True-blue leaders 
    hard to find

Paying high salaries to top professionals to entice them to serve as PAP leaders has long been a government strategy. In the past it worked but in today’s changed environment, less so.
  Star, Malaysia
March 30, 2013

INSIGHT: BY SEAH CHIANG NEE

SINGAPORE’s continued well-being is dependent on an ability to attract more capable people with an attentive ear and a caring heart into politics.

This need to inject passion into governance will apply particularly over the next three years for the People’s Action Party (PAP).

Reason: it is identifying candidates to face one of its biggest election tests in 2016.

Every five years, the party traditionally replaces 20 to 24, or a quarter, of its parliament members in an act of self-renewal.

This time, however, it will face a bigger challenge.

Several ageing, retired ministers have to be replaced at a time of declining fortunes when many capable people are reluctant to join it.

For the opposition, the problem is pretty much the same – how to get new blood to contest all the 87 seats.

Most Singaporeans prefer to make comments on the sideline.

Paying high salaries to scholars and top professionals to entice them to serve as PAP – and Singapore’s – leaders has long been Lee’s strategy.

In the past it had worked but less so in today’s changed environment.

Increasingly, when trouble struck, some of the capable people are often seen as arrogant, out of touch with the common folk or unable to empathise with them.

The party that Lee co-founded and now led by his son will likely review some of the recruitment criteria.

His iron-fist rule had raised many underlings with similar traits but without Lee’s brilliance, said one of  his long-time civil ser­vice leaders.

Few scholars or rich PAP leaders are able to really see themselves as elected servants of the people.

People are beginning to question the effectiveness of choosing scholars and other professional elites for political office – often over party veterans.

They are known as “parachute leaders”, people who were taken from army barracks or an executive suite and turned into leaders sometimes without a real electoral fight.

“Without any effort to fight and win elections the hard way, some elites become distant and unable to resolve problems of the commoners,” said an analyst.

Two years ago, the ageing Lee, now just a passive MP, warned his successors that the ruling party could be voted out if it declined in quality or if the opposition fielded a strong alternative.

Besides rectifying poorly implemented policies, the PAP’s priority is to decide the sort of new candidates it needs to have for the future.

In the recent Punggol East by-election, voters shockingly rejected a prominent colorectal surgeon with a long list of achievements.

Instead, they elected a young lady in the opposition who barely passed her secondary school exam.

Lee Li Lian of the Workers Party (WP), who had only a Normal O-Level Certificate, became a giant slayer.

She attended polytechnic before working her way to a university education, relatively low-level academic stuff compared to her more luminous rival.

As one blogger said after her shocking victory: “The voters wanted someone they could relate to, who was motherly, caring and soft.”

It amounted to a rejection of an old Lee adage that Singaporeans would vote only for the academic best and professionally high achievers. The result was widely talked about in Singapore.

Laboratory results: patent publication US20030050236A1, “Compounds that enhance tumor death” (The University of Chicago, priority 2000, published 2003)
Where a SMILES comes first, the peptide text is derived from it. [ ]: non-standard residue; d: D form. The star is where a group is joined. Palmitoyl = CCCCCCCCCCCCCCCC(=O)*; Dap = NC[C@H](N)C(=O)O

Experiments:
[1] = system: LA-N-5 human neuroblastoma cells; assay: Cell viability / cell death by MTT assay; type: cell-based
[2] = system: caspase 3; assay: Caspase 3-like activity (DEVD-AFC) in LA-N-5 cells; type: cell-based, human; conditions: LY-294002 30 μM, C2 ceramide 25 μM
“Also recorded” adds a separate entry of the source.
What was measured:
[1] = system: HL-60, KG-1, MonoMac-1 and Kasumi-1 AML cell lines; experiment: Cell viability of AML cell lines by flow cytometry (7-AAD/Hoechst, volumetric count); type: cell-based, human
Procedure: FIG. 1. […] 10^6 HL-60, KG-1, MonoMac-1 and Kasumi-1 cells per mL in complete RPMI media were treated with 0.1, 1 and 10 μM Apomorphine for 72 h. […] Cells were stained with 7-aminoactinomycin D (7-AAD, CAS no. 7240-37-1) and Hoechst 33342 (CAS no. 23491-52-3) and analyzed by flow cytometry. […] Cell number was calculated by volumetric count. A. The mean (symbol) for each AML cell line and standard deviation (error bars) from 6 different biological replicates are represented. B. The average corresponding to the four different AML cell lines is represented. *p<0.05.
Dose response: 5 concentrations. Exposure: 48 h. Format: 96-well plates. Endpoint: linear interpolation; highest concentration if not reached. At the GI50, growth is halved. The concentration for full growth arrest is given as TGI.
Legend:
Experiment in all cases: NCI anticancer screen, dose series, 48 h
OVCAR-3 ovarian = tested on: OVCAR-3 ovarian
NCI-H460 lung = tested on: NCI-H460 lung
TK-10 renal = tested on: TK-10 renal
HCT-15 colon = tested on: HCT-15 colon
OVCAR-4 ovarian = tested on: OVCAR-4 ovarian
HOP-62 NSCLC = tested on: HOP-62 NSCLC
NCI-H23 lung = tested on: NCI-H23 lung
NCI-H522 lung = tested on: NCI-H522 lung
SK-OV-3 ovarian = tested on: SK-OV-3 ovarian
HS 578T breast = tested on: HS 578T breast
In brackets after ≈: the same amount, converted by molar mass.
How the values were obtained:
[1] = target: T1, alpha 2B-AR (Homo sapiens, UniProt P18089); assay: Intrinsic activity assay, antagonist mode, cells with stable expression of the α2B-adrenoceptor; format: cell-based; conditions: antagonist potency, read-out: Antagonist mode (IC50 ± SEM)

It has led to two possible consequences for the ruling party.

Firstly, it will likely make many scholars more reluctant to join the PAP, and secondly, some party leaders have begun to think of changes in the recruitment system.

Last week, leading opposition figure Tan Jee Say told a Hong Kong newspaper that “it is a possibility for the opposition to take over the government in 2016”.

A defeated candidate in the 201l general and presidential elections, Tan drew his conclusion from three PAP polling defeats.

The majority of Singaporeans on both sides of the political divide, however, dismissed this as “an over-reading” of the trends.

Most feel that it will take at least another one or two more elections for that to happen, if at all.

However, they are also in agreement that the inability of the PAP to recruit good candidates from the private sector will result in a further loss of more seats.

Lee himself has spoken of the leadership shortcoming.

In January, he admitted the government lacked foresight and acknowledged the problems of insufficient housing and transportation network.

Netizens were surprised by the frankness. A writer under the pseudoym Scroobal said there could be a change in the usual make-up of PAP candidates in the next election.

“We now know there is an issue with the PAP’s recruitment process and that its internal screening is also faulty.”

The party chairman Khaw Boon Wan had said PAP must connect with the people not by being populist but by widening its base to include a wider range of candidates.

Several years ago, Harvard University Professor Dean Williams observed that Singapore had many extraordinarily capable managers but few talented leaders.

Williams defined leadership as having the ability to mobilise others to confront diffi­­-cult issues and solve problems collectively.

Managers, on the other hand, simply maintain order, protect resources and provide direction with the authority they have been given, said the American academic.

This is one way to describe the difference between the current set of leaders and the first pioneer generation that created Singa­pore.
 
To a large extent, the same issues could be directed at the opposition, whose leaders are the by-products of the same society and upbringing.

o Seah Chiang Nee is a veteran journalist and editor of the information website littlespeck.com
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